One of the main problems I always found with large format lenses was that many were mounted incorrectly, to the point that many displayed the same issues you have noticed. The lens cells (front and back) were often good but the mounting let them down. As you know, even very minute errors in spacing between front and back cells can lead to field curvature and worse. Mounting was often performed by parties other than the lens manufacturers, and even there if you get a lens in a helicoid mount a different department from the lens assembly workshop does the work. Schneider, Rodenstock, Nikon and Fuji were all plagued by this.

All the best,

Henning Wulff
===============

6) Nick Wheeler, by e-mail, on a separate but closely related matter:

Any plans afoot to port C1 DB to the iPhone? That would be killer for location photographers like me trying to use the ALPA xy camera. It's really unusable in it's current configuration for fast field work. Any other ideas? Gotta figure something out if I'm going to upgrade to the P65+ for my ALPA.

On the other hand, the new PhaseOne camera has been on the road with me for a month and it has been a joy to use. This system has a long way to go but really does work well for my purposes.

Top of the list of no nos, there needs to be one on/off switch and the system has to be sealed. It's current iteration is pathetic in this regard and can't be considered a serious field camera until it is on a par with Nikon and Canon. Any kind of blowing sand or dust or precipitation present problems immediately. The switch on the back is easily kicked on just rattling around inside the camera bag. No good.

Old view camera hands like me are less annoyed than someone used to the superb sealing of the Canon. If this is to be an upgrade from the Canon etc it HAS to be an upgrade. One battery, one switch, CF card all sealed. Also the auto focus is terrible and there has to be a more consistent way to switch A/F on and off between various lenses. The focus ring sliding back and forth is probably the least desireable of the current methods. I think the switch on the body is best but probably not compatible enough with the future. Next best is the on off switch on the lens.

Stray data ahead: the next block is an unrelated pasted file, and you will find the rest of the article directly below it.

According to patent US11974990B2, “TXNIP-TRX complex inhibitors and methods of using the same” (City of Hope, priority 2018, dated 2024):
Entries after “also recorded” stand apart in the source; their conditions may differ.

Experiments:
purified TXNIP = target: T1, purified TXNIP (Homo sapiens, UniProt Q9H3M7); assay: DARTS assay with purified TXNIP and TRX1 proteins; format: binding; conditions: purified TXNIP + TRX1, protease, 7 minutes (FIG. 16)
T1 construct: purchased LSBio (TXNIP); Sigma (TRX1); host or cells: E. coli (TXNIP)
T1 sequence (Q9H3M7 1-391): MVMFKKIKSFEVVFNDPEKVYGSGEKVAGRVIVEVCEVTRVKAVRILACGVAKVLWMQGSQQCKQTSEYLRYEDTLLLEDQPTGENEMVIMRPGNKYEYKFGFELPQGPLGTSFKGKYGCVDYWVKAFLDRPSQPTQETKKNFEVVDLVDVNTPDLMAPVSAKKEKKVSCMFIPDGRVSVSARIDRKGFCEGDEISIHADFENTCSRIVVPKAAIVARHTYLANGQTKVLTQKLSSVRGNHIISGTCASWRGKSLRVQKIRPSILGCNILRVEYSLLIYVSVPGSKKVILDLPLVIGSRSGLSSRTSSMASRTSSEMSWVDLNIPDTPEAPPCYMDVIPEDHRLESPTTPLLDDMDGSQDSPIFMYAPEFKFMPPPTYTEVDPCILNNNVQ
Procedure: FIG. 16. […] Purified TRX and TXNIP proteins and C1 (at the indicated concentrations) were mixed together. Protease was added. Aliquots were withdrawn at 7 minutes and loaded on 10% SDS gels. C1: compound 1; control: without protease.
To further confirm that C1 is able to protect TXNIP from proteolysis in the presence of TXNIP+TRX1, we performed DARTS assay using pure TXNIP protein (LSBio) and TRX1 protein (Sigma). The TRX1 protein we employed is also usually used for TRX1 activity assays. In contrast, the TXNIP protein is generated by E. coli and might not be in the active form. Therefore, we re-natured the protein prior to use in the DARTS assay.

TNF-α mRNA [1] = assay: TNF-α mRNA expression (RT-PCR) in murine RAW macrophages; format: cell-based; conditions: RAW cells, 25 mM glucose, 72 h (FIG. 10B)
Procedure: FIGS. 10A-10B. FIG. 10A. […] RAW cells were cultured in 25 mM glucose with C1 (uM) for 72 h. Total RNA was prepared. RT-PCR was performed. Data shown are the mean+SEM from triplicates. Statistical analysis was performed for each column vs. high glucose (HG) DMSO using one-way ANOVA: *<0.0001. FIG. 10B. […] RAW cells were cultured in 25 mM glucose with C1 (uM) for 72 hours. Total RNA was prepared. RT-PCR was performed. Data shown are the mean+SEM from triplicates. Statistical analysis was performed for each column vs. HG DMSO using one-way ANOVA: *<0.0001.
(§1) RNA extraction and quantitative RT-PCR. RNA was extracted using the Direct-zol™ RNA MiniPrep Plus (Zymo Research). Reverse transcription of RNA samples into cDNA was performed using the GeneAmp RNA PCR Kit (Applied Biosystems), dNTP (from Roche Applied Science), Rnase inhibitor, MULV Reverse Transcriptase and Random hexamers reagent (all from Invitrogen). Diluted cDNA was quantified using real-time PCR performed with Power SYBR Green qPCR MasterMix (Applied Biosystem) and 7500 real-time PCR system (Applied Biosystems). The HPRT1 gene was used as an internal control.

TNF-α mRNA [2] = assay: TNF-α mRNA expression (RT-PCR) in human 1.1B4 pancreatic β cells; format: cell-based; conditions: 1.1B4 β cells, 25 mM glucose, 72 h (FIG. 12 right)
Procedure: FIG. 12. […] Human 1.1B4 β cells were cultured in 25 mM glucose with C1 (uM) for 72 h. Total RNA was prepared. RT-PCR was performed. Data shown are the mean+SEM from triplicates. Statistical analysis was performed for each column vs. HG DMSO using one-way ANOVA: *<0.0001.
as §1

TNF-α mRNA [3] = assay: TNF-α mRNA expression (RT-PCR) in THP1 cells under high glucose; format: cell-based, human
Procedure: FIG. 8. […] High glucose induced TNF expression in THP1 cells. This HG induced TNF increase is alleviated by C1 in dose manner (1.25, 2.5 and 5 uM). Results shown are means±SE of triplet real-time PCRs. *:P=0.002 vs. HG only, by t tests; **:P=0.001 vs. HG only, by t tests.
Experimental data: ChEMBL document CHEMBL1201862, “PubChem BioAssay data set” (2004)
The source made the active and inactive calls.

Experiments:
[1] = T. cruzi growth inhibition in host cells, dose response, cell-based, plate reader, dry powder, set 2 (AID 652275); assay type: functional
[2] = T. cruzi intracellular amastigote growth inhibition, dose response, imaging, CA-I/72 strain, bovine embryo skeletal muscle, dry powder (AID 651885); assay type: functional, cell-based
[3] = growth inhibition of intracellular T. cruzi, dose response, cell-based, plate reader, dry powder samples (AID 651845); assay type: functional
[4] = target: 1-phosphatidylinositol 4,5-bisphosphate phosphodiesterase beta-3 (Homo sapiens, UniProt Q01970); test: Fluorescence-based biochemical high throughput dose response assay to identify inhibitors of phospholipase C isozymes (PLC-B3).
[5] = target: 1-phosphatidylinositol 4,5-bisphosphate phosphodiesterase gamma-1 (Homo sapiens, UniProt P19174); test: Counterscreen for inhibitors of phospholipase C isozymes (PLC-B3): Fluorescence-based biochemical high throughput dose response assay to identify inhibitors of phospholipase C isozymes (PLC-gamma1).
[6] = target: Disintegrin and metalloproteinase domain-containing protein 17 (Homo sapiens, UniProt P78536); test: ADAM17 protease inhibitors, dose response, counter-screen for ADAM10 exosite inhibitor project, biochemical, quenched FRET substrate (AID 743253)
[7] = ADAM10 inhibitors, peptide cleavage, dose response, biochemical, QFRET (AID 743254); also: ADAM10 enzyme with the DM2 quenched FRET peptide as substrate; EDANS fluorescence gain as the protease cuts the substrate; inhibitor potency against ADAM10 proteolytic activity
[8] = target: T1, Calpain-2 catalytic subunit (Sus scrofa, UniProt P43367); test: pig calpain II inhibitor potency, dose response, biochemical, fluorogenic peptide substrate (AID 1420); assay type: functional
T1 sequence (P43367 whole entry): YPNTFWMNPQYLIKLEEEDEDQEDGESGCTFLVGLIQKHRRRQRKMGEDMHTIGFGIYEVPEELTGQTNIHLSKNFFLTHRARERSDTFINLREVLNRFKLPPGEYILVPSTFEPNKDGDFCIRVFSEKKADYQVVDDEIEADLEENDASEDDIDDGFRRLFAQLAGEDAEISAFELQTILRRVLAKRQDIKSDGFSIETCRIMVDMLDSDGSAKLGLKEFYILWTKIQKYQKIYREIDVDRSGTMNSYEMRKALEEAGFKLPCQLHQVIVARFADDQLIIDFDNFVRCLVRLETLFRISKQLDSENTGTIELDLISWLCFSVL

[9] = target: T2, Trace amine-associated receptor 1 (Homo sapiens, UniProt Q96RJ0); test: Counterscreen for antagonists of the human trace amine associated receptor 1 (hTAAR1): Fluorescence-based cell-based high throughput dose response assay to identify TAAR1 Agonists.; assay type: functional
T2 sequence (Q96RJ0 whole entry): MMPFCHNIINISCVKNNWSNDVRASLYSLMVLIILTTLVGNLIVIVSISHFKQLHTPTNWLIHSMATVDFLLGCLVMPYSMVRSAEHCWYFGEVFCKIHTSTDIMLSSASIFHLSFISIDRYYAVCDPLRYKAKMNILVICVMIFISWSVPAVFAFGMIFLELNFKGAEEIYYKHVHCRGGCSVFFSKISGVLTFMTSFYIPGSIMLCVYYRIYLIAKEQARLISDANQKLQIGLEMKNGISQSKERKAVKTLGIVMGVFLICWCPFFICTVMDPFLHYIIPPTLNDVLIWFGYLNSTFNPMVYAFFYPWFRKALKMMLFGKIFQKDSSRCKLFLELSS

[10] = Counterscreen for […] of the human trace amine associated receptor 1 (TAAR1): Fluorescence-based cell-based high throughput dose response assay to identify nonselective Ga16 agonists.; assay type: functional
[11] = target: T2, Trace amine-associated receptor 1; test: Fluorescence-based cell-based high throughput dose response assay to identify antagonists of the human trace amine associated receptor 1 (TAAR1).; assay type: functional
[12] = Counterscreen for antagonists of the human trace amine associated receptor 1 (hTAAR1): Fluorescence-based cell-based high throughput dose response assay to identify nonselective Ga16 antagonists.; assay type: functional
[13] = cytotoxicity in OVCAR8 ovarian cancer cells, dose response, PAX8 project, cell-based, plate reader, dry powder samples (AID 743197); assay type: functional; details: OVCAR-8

Also with my particular body there is a definite inconsistency between manual and auto focus. The manual focus is consistently wrong, auto focus is accurate after it settles down and stops hunting. I will try to research this more.

Another annoying problem is the return to default preview everytime one shuts the back off. One should be able to program the kind of preview setting one wants and have it stay that way!

Nick

PS: Please don't get lulled into complacency by glowing reviews from the likes of the Luminous Landscape, this will not ensure PhaseOne's long term survival. This camera has to become a serious professional instrument that works well in the field to survive.
================

7) Anthony Adachi, by e-mail:


Hello Joseph,

I read your very insightful and well researched articles on medium format
problems & sharpness...

While I don't own a digital back myself I've worked with them on many
occasions...

================

7B) and more from Anthony:

Thanks for publishing your great articles! I've learned a
lot from what you've written on your site...

... Maybe, this is a long standing problem only being brought
to light by the demands of recent high mega pixel systems?

For the amount of money a professional invests in equipment one should
expect proper Q.C.

Why should buying lenses, bodies, and backs be like playing slot
machines - maybe you'll get one which is up to specs? Especially, pro-
level equipment? It's not like you're buying Cracker Jack boxes hoping
for a prize but with the prize being equipment up to purported
standards. Photo equipment tends to cost more.

How can professional photographers as a whole best collectively address that?


Take care,

--
Anthony Adachi
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8) Elmo Sapwater, Imaging Insider. by e-mail:

j,

the article is kick butt. this should get a lot of press.

i e-mailed 1001 noisy cameras to let him know we'd posted a link on it. watch your server numbers. I'm going to repost it for tomorrow so that no one misses it.

great stuff....

ee.e.
==================
8B) More from Elmo:

j,

just wanted to let you know that 1001 noisy cameras picked your article up.

i've reposted it 3 times to make sure that people read this. it's important! i also talked to some educators this morning to let them know that you had written this.

e.e.e.
==================
8C) More from Elmo:

j,

yeah, but it was well worth it! i enjoyed this more than i have just about anything in quite a while.

the crater lake sample was great. no i haven't seen any good data at 100%. probably it's because no one wants to really put it on the line.

this is really a must read for everybody that's seriously into medium format. i've seen streams of request coming over from 1001 noisy cameras. so, some people are paying attention on the outside.

can't wait for the next installment!


e.e.e
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8D) More from Elmo:

you hit the top read on imaging insider....congrats!..ee.e.